Published: 02/11/2022
Category: On The Job
Published: 02/11/2022
Category: On The Job

For workers at the Australian Broadcasting Corporation (ABC), the last decade has been punishing.

The endless hostility from conservative governments, cutbacks and shrinking budgets, and the rampant casualisation of jobs have made the broadcaster a tough place to work.

The election of the Albanese Government offered some hope that the worst was over and that the ABC could finally recover from the damage caused by a decade of attacks.

The reality is, the damage done to the ABC and its workers is profound, and it requires urgent and immediate action.

Last week, members of the Media, Entertainment and Arts Alliance (MEAA) at ABC delivered around 850 personal messages to ABC management demanding a fair pay rise, improved pathways for career progression, and a review of the crushing workloads many staff face.

MEAA Media Director Cassie Derrick told On the Job that she read all 850 of the messages wrote to management and was struck by the degree of distress they contained.

“There was quite a bit of hopelessness in them, people just want to tell management that they actually don’t see a way forward unless things change,” Derrick said.

“It’s really clear that the people who work at the ABC care deeply about it, and they want it to run properly. They want the ABC to be doing everything it’s supposed to be doing for the Australian public.”

Derrick is adamant that a robust ABC is more vital than ever, and that if it is going to thrive it first needs to look after its staff.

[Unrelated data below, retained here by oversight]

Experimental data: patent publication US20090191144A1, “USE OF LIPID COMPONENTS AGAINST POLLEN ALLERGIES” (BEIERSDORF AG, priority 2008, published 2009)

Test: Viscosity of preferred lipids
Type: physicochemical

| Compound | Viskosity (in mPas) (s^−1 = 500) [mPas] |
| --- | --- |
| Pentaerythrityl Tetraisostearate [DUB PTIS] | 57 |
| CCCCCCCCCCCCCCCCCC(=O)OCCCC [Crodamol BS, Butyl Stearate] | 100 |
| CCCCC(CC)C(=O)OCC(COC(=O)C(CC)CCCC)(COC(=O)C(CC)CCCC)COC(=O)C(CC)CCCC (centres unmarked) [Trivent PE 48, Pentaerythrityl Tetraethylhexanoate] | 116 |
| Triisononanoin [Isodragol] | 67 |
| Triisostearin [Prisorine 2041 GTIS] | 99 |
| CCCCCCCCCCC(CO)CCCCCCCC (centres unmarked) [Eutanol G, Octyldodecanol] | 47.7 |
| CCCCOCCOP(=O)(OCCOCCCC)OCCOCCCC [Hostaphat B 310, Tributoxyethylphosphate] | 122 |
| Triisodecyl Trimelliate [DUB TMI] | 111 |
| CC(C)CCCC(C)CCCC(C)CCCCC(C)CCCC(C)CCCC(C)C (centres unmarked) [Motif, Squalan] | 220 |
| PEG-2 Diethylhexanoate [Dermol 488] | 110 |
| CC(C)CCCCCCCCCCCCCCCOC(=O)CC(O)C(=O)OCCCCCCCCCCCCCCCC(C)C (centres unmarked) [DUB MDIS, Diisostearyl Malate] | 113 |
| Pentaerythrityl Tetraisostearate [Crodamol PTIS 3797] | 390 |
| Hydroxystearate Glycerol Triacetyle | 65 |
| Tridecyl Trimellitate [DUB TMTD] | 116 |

“The ABC is so enormously important and is becoming more important by the day. Staff at the ABC are trying to do more with less, constantly,” she said.

Not only are staff under relentless pressure to meet the demands of management and audiences, like many other workers in Australia, they have had their pay pinched, according to Derrick.

“Over the last decade there was systemic wage theft throughout the whole place. The ABC bungled the payment of overtime buyout and they had to pay back millions of dollars to people.”

“The way that they’ve dealt with cuts is by sacking all of the experienced journalists on higher pay grades, and then rehiring positions on three or four pay grades lower,” she said.

What it means is that ABC staff…are operating way beyond their pay level, working hours way beyond what they’re actually engaged to do, and doing the workload of multiple people without any recognition or respect, or the capacity to be able to continue.

Cassie Derrick
MEAA Media Director

Cassie Derrick  -  MEAA Media Director

“What we’re seeing here is our members telling us: ‘We just can’t do it anymore.’”

The ABC’s employment model has become dependent on a ready and willing casualised workforce engaged on short term contracts – sometimes kept rolling for years on end.

MEAA members are pushing hard to end this cycle of uncertainty for workers.

ABC staff always put their audiences first, and as such, have been reluctant to take industrial action that might impact on the delivery of programs and content.

But with so many workers at breaking point, that might have to be the next course of action, according to Derrick.

“We’re currently in the process of moving towards protected action which is something we haven’t done at the ABC in a very long time,” she said.  

“The ABC has an integral role in Australian life, and Australians really care about the ABC.”

“Ours members want to improve their own working lives but they’re also want to see an ABC that operates as it should and as the public deserves,” Derrick said.

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Cover photo credit: Sam McGhee on Unsplash

Media workers tell the ABC it’s time for change

Media workers tell the ABC it’s time for change